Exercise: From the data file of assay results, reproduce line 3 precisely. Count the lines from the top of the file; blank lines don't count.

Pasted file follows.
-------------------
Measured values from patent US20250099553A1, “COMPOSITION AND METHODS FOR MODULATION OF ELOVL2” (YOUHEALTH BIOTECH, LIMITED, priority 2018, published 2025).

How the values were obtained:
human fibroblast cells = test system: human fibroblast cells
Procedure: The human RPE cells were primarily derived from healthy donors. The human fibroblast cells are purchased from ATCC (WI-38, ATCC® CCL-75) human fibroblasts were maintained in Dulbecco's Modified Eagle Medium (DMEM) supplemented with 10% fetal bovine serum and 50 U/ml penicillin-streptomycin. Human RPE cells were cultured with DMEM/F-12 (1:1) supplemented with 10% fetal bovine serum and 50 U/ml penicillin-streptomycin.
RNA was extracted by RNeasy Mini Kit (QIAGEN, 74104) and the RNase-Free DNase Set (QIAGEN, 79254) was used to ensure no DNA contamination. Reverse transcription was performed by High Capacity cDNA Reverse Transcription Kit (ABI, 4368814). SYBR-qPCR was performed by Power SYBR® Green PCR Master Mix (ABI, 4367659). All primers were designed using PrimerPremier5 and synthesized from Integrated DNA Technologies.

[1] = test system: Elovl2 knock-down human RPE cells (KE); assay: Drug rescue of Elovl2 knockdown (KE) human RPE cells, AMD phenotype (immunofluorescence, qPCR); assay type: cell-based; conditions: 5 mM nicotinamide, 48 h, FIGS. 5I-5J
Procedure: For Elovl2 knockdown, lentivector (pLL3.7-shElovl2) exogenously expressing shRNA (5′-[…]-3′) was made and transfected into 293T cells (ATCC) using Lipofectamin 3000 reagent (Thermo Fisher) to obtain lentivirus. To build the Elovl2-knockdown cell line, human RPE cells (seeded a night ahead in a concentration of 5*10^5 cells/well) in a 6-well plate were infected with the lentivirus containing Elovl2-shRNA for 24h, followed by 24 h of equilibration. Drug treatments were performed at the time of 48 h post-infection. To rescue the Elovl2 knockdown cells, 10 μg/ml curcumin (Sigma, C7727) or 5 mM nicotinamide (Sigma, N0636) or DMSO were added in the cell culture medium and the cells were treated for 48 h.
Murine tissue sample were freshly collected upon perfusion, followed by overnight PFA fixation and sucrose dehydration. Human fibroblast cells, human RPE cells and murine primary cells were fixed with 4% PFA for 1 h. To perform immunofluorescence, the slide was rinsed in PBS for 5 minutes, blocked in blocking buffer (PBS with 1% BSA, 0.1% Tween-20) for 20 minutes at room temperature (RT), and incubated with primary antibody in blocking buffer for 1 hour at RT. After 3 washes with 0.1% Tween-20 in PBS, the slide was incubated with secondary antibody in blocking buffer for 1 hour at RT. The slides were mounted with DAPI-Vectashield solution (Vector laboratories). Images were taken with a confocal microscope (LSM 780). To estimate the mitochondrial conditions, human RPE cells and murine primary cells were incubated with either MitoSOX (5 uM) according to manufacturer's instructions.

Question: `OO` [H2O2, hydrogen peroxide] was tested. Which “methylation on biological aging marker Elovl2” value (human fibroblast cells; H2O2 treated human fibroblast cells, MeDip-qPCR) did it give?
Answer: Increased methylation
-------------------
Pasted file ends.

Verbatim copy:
human fibroblast cells = test system: human fibroblast cells